RAPID CITY, S.D. — As the long-awaited coronavirus vaccine begins to roll out, not everyone will have access right away.
The execution will go in phases, with the general public beginning vaccinations around summer to mid summer.
Though adults may begin getting vaccinated, it’ll likely be a bit before a vaccine is approved and available for kids, as there is not enough data to support the vaccine recommendation for anyone under the age of 16.
Dana Darger, Director of Pharmacy for Monument Health, says, “Now that we have the Pfizer vaccine approved for 16 and older and Moderna is approved for 18 and older, there are studies going on in pediatrics – and the thing with pediatrics is that we need to get it into the adult population first to make sure there aren’t any of those really bad side effects that kids don’t have the reserves that we do as adults, and so we want to make sure that that vaccine is as safe as we can because when those things happen to kids, a lot of times it’s a lot worse than it is for adults.”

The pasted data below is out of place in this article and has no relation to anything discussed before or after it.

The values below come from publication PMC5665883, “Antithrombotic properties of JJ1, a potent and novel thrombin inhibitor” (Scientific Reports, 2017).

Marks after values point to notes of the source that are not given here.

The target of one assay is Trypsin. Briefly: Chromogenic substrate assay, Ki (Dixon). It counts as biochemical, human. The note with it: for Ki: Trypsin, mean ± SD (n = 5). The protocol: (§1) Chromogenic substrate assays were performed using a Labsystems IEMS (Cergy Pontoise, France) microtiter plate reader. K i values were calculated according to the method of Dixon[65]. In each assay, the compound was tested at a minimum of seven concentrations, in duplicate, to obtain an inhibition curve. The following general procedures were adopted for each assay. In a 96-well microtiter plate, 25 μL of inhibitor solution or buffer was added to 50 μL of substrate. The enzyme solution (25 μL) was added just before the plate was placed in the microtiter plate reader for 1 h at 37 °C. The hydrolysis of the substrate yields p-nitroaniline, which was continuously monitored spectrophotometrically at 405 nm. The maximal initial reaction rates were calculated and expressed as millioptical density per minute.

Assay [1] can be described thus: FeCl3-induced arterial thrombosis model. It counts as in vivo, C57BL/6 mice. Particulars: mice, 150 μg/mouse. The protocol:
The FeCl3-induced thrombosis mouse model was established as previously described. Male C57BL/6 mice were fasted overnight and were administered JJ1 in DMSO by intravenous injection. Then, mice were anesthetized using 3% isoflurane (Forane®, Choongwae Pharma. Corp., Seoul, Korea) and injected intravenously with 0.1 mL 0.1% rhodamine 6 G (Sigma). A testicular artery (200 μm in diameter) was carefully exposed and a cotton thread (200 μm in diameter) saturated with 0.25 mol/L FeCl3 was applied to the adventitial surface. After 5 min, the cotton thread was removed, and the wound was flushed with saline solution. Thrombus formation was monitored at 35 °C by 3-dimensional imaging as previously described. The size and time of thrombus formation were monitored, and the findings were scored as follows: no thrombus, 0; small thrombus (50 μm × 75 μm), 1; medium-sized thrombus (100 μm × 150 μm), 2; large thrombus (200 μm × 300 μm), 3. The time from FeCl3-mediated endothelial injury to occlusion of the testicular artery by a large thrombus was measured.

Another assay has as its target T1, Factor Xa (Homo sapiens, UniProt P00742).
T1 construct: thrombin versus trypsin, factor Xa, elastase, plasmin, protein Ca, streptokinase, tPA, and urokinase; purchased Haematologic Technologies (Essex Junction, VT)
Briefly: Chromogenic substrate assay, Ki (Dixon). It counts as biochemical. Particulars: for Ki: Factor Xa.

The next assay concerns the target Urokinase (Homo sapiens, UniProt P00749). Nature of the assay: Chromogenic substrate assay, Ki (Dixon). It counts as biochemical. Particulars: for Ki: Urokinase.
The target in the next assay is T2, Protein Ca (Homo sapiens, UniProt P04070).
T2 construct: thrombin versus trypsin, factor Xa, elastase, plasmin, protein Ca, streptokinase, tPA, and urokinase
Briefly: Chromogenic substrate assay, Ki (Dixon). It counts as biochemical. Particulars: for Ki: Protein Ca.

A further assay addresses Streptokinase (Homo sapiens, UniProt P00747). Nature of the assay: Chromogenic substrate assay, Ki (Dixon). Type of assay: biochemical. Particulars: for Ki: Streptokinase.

Pregnant women are also be waiting for more data to be compiled.
Darger says, “There’s still a study that is on going, results have not been published yet, so it is not recommended but it is not contraindicated either, so this is one of those things where I think that a woman who is pregnant should probably discuss with her OBGYN and together decide what the best course is for her right now.”
According to Darger, the vaccines that are out right now are safe and effective with the FDA reporting six cases of anaphylactic reaction.
“The vaccine is at least 10 times safer than penicillin. We expect to have an adverse reaction rate with this, it’s a drug, we do with every drug. The rate is actually very low, so it’s safe,” adds Darger.
Those rolling up their sleeves will receive two doses of the vaccine within about a month’s time frame. It will still be recommended to remain taking measures to protect yourself and your family until you’re immunized.
Together, COVID-19 vaccination and following CDC’s recommendations for how to protect yourself and others will offer the best protection from getting and spreading COVID-19.
That means continuing to wear masks, socially distance, avoid large gatherings, and regularly wash your hands.
It is recommended you wait for three months after contracting COVID-19 to get the vaccination.
South Dakota recently ranked third in nation for vaccination utilization, as healthcare workers and at-risk adults begin to receive the new COVID vaccine.